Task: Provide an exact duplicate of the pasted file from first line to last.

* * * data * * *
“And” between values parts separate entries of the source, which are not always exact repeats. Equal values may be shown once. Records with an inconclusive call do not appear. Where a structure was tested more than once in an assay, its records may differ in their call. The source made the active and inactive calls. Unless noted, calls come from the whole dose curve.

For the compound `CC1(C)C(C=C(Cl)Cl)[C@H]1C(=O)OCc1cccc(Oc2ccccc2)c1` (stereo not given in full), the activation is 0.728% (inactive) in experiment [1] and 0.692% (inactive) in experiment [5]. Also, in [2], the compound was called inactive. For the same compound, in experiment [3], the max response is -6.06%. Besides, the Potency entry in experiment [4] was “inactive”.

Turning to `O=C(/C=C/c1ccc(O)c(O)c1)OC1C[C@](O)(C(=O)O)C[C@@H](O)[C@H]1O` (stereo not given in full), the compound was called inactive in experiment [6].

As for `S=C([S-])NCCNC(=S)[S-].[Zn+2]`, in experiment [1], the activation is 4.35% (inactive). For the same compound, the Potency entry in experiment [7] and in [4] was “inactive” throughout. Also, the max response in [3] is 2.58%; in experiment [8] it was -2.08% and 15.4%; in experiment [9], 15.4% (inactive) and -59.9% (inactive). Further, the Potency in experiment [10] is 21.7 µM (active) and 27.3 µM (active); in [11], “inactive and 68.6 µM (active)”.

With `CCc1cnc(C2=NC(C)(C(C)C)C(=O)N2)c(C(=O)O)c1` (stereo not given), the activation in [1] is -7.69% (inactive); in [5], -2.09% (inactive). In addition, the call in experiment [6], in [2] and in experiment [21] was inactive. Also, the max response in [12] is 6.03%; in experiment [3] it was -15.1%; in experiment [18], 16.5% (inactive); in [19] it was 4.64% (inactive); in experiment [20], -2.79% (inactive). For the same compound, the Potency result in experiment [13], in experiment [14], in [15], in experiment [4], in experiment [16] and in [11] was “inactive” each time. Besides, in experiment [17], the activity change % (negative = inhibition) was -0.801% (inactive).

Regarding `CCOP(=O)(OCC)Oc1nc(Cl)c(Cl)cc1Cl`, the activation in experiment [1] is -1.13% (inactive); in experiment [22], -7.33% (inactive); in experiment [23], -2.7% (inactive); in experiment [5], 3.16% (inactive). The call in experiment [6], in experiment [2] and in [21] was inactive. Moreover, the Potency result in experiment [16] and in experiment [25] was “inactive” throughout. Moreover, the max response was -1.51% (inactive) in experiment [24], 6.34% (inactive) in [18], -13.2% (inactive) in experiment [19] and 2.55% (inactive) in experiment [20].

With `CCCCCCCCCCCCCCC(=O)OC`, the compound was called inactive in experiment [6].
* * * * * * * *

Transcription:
“And” between values parts separate entries of the source, which are not always exact repeats. Equal values may be shown once. Records with an inconclusive call do not appear. Where a structure was tested more than once in an assay, its records may differ in their call. The source made the active and inactive calls. Unless noted, calls come from the whole dose curve.

For the compound `CC1(C)C(C=C(Cl)Cl)[C@H]1C(=O)OCc1cccc(Oc2ccccc2)c1` (stereo not given in full), the activation is 0.728% (inactive) in experiment [1] and 0.692% (inactive) in experiment [5]. Also, in [2], the compound was called inactive. For the same compound, in experiment [3], the max response is -6.06%. Besides, the Potency entry in experiment [4] was “inactive”.

Turning to `O=C(/C=C/c1ccc(O)c(O)c1)OC1C[C@](O)(C(=O)O)C[C@@H](O)[C@H]1O` (stereo not given in full), the compound was called inactive in experiment [6].

As for `S=C([S-])NCCNC(=S)[S-].[Zn+2]`, in experiment [1], the activation is 4.35% (inactive). For the same compound, the Potency entry in experiment [7] and in [4] was “inactive” throughout. Also, the max response in [3] is 2.58%; in experiment [8] it was -2.08% and 15.4%; in experiment [9], 15.4% (inactive) and -59.9% (inactive). Further, the Potency in experiment [10] is 21.7 µM (active) and 27.3 µM (active); in [11], “inactive and 68.6 µM (active)”.

With `CCc1cnc(C2=NC(C)(C(C)C)C(=O)N2)c(C(=O)O)c1` (stereo not given), the activation in [1] is -7.69% (inactive); in [5], -2.09% (inactive). In addition, the call in experiment [6], in [2] and in experiment [21] was inactive. Also, the max response in [12] is 6.03%; in experiment [3] it was -15.1%; in experiment [18], 16.5% (inactive); in [19] it was 4.64% (inactive); in experiment [20], -2.79% (inactive). For the same compound, the Potency result in experiment [13], in experiment [14], in [15], in experiment [4], in experiment [16] and in [11] was “inactive” each time. Besides, in experiment [17], the activity change % (negative = inhibition) was -0.801% (inactive).

Regarding `CCOP(=O)(OCC)Oc1nc(Cl)c(Cl)cc1Cl`, the activation in experiment [1] is -1.13% (inactive); in experiment [22], -7.33% (inactive); in experiment [23], -2.7% (inactive); in experiment [5], 3.16% (inactive). The call in experiment [6], in experiment [2] and in [21] was inactive. Moreover, the Potency result in experiment [16] and in experiment [25] was “inactive” throughout. Moreover, the max response was -1.51% (inactive) in experiment [24], 6.34% (inactive) in [18], -13.2% (inactive) in experiment [19] and 2.55% (inactive) in experiment [20].

With `CCCCCCCCCCCCCCC(=O)OC`, the compound was called inactive in experiment [6].